Mosques – There are over 82,000 mosques in Turkey! There is 1 hospital per 60,000 people in Turkey, but 1 mosque per 350 people. Of course you’ll see the Blue Mosque, but check out the New Mosque, Sultan Ahmed, Suleymaniye and Hagia Sophia {which was a Greek Orthodox Church, turned mosque, turned museum}. Women will have to wear scarves {they all have them available for your trip in or bring your own!} and possibly a robe or skirt as well depending on your outfit. I was wearing jeans that were apparently too tight so I got a skirt. Shoes are NOT permitted. The Blue Mosque will give you a plastic bag to carry your shoes in, but others will just have you leave your shoes outside. Be respectful. The amount I cringed at a man who carried his shoes in and then actually had the ignorance and lack of courtesy to set them on the floor. UGH.IMG_2285 (1)

Negotiate – Everything is negotiable. Rugs, nick-nacks, tour guides, rentals {bikes, scooters}, any shops along the road pretty much….

Overabundance of cats and dogs – From now on I’ll bring a pop-up water bowl in my purse on my travels. Finding discarded cups in a dumpster and/or trying to ask for a cup in Turkish proved difficult. 3+ times I was brought to tears over the conditions of these dogs on the streets. At one point I was trying to communicate on the phone with 3 different Turkish vets and researching if I could bring a pup into the UK {the long answer is absolutely not.} And on our bus ride to Antalya our driver almost hit a dog….I can only imagine the black hole I would have spent the final days of our holiday in if that happened. These dogs are all thirsty and dehydrated and skinny. So skinny. But they only eat meat. I tried popcorn, bread, Luna bars, and ice cream….and had to resort to buying chicken kebabs because they wouldn’t touch the carbs. I’ll be bringing pupperoni on my next trip to try that in Lisbon in case they have the same issue. I wasn’t concerned about the cats…they are more resourceful. But be warned: every restaurant you go to will have several cats purring around your ankles while you eat. Some of them get cheekier than the ankles….IMG_2499 IMG_2515

I wanted to take him home so badly....

I wanted to take him home so badly….

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Public Transit – Trust me, its way easier than trying to drive here. I would be terrified to get behind the wheel here and my driving is comparable to a cabbie in Chicago. In Istanbul you have trams, tunnels, and busses…and across the rest of the country the bus system is pretty fantastic. On longer voyages you get tea, coffee, and snacks for free. I provide some tips on public transit on my lessons learned post.

Quad ride – We rented quad bikes {or four-wheelers} {after shopping around and negotiating of course} for 2 hours with a “guide” who didn’t speak any English but took you on a big tour of the valleys in Cappadocia, had you stop for pictures, and made sure you didn’t die…kinda. It was so much fun! I know a lot of coastal towns do this as well and I really recommend it.IMG_2334

Rugs – Dudes are trying to get you to buy rugs on every block. I really don’t understand their success rate. Anyway. Embrace it and follow them into their rug shop at least once. If you’re strong minded, take em up on their offer of Turkish Tea and snacks, or even dinner. Either way, you should play the game at least once. It’s fun.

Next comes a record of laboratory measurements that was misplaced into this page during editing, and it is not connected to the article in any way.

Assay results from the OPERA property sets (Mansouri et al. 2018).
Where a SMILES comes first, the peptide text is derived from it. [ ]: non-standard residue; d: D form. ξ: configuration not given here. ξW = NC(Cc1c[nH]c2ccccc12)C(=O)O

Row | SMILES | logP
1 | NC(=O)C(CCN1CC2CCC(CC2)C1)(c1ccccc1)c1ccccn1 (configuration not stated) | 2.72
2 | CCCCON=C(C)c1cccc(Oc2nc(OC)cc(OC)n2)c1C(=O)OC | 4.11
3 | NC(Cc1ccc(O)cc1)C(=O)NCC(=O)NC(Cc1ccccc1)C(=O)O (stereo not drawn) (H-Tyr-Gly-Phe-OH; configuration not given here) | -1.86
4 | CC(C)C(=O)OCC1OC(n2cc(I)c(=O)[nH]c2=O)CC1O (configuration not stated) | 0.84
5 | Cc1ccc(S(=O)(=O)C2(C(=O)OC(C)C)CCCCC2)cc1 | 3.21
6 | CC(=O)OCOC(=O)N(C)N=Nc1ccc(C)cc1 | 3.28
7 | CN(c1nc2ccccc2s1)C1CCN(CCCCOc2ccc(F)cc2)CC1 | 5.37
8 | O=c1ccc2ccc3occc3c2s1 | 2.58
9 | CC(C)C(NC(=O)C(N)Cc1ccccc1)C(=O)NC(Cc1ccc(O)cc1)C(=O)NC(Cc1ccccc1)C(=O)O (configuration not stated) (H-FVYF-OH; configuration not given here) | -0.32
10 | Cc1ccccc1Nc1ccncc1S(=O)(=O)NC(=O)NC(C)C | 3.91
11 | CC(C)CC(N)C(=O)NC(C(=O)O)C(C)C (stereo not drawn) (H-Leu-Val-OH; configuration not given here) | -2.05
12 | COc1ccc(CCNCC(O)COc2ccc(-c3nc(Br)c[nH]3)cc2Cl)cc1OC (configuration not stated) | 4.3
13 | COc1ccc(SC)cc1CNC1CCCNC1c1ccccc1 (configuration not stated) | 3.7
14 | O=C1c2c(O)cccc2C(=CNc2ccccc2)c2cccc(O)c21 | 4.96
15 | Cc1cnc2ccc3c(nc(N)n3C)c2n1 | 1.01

Sunscreen – bring it! You’ll need it. Apply frequently. Make sure it’s not expired. 5 days out and I can still barely sit….

Turkish Tea – It doesn’t matter how hot it is, everyone will be drinking piping hot tea all day long. This is how they hydrate. The tea is made from 2 pots, one with the tealeaves in it extra concentrated and then mixing that {or diluting it} with boiling water. The ideal color is “Rabbit Blood.” Shops everywhere will pay the tea shops to come and deliver fresh tea using a plastic chip system to keep track of what they owe daily. You’ll see these tea merchants with trays either on their heads or hanging from a chain on their arm. Every store merchant will offer you tea, just trying to get you to stay in the store a little longer. It’s always served in a little glass with some loose tea leaves on the bottom. Their tourist version is Apple Tea. It is sweet and delish but that’s not Turkish Tea and you look like a tourist schmuck if you take that.

Tea up top, water on the bottom.

Tea up top, water on the bottom.

Underground – Where you’ll find some of the coolest {literally and figuratively} things in Turkey. In Istanbul there is the Basilica Cistern and in Cappadocia the underground city of Kaymakli {the only place I got a guided tour.} My favorite historical things in this country were these 2 underground features.IMG_2323 IMG_2245

Visas – You need visas to come to Turkey, but they are super easy to get online and not very expensive and you can get them pretty much the night before.

Whirling Dervishes – we did this in Cappadocia and it was definitely worthwhile to see the age old tradition. I’m not sure how these guys don’t puke all over…..IMG_2377

eXtremely different standards – as in safety and sanitation. No one wears seatbelts {cars have fake buckles plugged in to prevent the car from beeping, people cross the road whenever they want {and children and panhandling in the middle of highways}, dogs and cats are everywhere, we rode mini busses that kept the door open while driving, no one wears gloves, it’s a little dirty….it’s just…different. That being said, we didn’t get sick and lived, no, we thrived!

Bus/van ride with the door open.

Bus/van ride with the door open.

Yowza – Total cop out. But Yowza, Turkey is beautiful and has something for everyone….whatever type of Holiday you’re looking to take, whatever you’re into.  History, Ruins, Food, Religion, Beaches, Adventure…. Turkey has it all.  IMG_2556 IMG_2627 IMG_2501 IMG_2308

Zzzzzz – If you can, make sure you schedule the end of your trip at a nice resort on the coast. Our last 3 days we spent in Antalya with 0 plans {except get horrifically burnt}. There is just so much to see and do in Istanbul, Cappadocia, Pamukkale… you’re not going to get much sleep because you’ll want to utilize every minute of the day.




So what did you think of the ABCs? If you couldn’t tell, I really loved our trip to Turkey….and if you’re considering going, I highly encourage it. I was actually pleasantly surprised at the amount of Americans we encountered on our trip due to the fact that a lot of people are considering Turkey unsafe. Just don’t go by Syria…okay? There is ISIS running about Turkey trying to capture Americans, bring them back to Syria and behead them {at this time}. Chill out….it’s a wonderful country.